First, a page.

PAVEMENT CRACKING IN WEST TEXAS DUE TO FREEZE-THAW CYCLING

Freeze-thaw contraction of the base course material used in west Texas is considered an important element in pavement deterioration. Samples from two compactive efforts were frozen in a biaxial closed system. Suction and temperature within the samples were monitored and volume changes after each freeze-thaw period were recorded. Coefficients of thermal activity were calculated from the dimension measurements. These coefficients showed a relationship with the as-compacted total soil moisture suction, which was similar for all materials. Finite element studies of the thermal strains that develop in a typical pavement showed that the thermally induced tensile stresses in the base course are far in excess of typical tensile strengths for initially intact pavements. The surface course did not develop excessive stress levels. Freeze-thaw cycling produced plastic deformations in all samples, and the permanent expansion or contraction was related to the as-compacted total soil moisture suction. These permanent deformations from freeze-thaw cycling imparted a residual tensile stress to the asphalt concrete. During a freeze, suction in the sample showed a marked increase, often 10 to 20 times the initial value. The suction then dropped below the initial value during the thaw cycle. This drop was consistent regardless of the thermal activity of plastic deformation. This indicated a reorganization of the moisture in the sample, which may be related to strength losses caused by freeze-thaw cycling. The data in this study give new insight into the mechanism of freeze-thaw in pavement deterioration.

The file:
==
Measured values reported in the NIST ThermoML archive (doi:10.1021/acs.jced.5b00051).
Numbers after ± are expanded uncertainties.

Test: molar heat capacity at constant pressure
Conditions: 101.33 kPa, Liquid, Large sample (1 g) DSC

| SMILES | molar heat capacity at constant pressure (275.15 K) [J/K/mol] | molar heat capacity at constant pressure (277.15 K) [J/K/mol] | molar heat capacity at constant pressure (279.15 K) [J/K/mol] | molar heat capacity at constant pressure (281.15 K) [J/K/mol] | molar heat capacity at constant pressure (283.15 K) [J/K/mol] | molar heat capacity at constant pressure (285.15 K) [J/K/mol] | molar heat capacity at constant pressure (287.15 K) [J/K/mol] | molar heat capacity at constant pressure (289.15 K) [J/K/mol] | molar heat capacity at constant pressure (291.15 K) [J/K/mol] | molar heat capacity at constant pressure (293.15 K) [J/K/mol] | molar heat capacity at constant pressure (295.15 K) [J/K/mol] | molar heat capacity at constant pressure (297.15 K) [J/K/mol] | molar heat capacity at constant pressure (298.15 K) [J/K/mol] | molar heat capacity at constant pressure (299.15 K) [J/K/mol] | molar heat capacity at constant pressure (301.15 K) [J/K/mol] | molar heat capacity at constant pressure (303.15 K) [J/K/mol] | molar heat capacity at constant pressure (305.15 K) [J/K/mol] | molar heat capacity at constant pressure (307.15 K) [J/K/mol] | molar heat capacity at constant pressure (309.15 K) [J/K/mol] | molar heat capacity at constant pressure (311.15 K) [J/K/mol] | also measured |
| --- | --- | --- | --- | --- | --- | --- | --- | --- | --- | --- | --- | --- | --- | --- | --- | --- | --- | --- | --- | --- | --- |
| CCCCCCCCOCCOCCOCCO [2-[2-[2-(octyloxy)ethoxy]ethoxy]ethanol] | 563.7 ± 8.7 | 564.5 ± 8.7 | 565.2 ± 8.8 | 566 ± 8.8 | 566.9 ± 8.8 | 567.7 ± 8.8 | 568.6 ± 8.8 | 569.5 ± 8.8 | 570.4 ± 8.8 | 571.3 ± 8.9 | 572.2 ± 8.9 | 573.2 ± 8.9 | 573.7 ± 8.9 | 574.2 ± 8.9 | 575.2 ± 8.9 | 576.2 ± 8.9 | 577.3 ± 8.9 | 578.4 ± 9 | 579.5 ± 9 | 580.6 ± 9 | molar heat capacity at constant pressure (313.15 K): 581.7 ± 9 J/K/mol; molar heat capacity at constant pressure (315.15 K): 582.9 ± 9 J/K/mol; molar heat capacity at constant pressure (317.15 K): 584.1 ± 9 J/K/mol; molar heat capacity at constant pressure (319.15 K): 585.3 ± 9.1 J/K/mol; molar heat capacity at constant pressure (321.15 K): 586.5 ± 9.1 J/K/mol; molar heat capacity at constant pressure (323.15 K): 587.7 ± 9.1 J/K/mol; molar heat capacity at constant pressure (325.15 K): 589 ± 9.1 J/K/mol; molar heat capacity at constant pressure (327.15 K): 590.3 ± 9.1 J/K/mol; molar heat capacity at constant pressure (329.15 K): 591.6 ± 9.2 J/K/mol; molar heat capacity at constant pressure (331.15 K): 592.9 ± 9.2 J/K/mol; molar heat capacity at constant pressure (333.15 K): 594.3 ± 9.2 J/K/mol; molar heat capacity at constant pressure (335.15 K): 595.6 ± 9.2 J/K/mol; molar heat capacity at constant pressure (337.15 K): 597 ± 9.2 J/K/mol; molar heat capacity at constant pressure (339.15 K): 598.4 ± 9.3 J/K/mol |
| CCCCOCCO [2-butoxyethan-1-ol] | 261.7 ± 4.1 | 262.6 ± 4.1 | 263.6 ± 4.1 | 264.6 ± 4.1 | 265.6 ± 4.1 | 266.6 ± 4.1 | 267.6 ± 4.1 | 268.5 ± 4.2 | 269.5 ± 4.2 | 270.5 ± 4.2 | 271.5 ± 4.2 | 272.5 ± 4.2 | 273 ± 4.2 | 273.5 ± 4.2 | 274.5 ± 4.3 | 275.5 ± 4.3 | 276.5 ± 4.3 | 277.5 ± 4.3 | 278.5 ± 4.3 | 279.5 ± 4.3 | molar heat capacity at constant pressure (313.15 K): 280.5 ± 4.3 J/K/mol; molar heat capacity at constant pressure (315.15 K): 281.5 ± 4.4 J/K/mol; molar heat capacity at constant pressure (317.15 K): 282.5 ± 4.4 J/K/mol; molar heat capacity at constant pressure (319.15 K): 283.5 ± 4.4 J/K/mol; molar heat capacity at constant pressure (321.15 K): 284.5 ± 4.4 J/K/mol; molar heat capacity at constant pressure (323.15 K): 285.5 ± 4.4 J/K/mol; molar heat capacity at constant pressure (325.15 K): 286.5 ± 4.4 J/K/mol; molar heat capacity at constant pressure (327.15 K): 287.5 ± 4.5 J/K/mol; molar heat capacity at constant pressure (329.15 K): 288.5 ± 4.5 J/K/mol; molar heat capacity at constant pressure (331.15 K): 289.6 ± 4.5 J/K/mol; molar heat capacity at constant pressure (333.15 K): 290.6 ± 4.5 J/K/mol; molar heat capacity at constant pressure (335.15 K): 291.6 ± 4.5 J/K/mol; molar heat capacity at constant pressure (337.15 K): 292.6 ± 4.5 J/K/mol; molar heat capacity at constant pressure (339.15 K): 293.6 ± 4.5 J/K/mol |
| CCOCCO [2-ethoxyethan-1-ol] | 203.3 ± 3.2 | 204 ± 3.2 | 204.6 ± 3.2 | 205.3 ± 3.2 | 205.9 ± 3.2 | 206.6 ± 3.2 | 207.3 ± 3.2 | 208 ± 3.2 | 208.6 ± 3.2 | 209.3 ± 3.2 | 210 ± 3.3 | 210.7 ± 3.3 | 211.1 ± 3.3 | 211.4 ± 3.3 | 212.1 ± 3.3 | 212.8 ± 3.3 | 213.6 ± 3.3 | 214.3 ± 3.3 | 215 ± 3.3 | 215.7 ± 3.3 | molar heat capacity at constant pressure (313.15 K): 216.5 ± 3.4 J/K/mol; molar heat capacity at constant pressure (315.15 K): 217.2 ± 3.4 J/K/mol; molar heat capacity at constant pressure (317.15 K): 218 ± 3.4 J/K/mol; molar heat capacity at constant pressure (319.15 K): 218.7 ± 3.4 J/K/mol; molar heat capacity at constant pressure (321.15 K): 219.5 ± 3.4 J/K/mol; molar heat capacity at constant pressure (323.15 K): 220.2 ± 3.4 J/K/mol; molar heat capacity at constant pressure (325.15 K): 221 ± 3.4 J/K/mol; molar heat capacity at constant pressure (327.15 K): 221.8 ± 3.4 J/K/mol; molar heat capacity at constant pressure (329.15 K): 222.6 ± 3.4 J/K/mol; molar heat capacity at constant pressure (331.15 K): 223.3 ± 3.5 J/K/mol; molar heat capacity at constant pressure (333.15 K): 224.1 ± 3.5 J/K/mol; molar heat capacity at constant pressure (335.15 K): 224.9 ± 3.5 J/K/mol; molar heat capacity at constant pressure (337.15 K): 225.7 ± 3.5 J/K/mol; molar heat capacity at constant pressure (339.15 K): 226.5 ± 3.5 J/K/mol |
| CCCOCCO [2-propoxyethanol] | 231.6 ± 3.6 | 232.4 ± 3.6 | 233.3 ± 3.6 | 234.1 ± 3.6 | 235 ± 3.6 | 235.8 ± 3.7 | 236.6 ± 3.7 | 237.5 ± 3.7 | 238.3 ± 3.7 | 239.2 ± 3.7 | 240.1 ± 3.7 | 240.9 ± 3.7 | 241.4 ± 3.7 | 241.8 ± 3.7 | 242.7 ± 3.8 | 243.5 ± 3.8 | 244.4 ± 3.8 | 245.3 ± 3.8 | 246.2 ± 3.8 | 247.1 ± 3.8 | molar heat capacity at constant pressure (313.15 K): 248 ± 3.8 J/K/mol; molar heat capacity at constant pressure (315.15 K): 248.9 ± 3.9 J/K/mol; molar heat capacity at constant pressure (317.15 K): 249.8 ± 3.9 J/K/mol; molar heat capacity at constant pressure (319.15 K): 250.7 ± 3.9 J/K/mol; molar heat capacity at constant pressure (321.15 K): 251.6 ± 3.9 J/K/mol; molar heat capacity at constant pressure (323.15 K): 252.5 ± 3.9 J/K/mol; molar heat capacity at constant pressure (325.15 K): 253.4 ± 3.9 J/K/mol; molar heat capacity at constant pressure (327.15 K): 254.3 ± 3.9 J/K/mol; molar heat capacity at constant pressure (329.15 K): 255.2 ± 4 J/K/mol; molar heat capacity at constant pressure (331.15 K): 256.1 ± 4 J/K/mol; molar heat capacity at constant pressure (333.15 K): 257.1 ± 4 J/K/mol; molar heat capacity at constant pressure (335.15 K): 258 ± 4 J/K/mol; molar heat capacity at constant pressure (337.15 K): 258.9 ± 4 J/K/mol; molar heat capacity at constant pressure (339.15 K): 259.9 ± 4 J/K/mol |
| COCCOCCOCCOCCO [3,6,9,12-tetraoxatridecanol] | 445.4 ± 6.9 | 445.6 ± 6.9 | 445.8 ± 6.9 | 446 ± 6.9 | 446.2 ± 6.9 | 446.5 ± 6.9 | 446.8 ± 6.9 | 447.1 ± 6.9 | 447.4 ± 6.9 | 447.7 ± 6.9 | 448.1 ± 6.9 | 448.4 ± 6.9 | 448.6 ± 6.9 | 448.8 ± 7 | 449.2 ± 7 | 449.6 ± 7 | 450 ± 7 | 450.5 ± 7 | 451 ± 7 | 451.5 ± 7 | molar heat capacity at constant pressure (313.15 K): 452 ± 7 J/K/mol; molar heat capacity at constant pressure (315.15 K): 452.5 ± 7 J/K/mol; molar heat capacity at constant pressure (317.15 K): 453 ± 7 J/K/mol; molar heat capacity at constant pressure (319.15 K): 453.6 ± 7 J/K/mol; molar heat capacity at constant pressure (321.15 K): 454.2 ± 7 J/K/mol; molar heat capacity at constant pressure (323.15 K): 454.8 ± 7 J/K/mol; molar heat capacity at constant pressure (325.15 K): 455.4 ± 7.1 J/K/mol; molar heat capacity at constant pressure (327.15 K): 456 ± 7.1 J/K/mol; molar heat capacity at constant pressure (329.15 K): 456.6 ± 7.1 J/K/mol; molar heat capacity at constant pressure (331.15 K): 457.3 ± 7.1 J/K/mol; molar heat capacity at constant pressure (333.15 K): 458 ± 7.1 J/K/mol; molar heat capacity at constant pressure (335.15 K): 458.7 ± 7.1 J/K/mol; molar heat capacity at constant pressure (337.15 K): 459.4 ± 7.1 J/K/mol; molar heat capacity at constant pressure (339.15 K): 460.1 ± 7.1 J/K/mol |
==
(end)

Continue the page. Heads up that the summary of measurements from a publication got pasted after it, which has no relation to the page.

Media Info

  • Media Type: Print
  • Features: Figures; References; Tables;
  • Pagination: pp 1-13
  • Monograph Title: FROST, MOISTURE, AND EROSION
  • Serial:

Subject/Index Terms

Filing Info

  • Accession Number: 00099650
  • Record Type: Publication
  • ISBN: 0309023807
  • Files: TRIS, TRB
  • Created Date: Nov 5 1975 12:00AM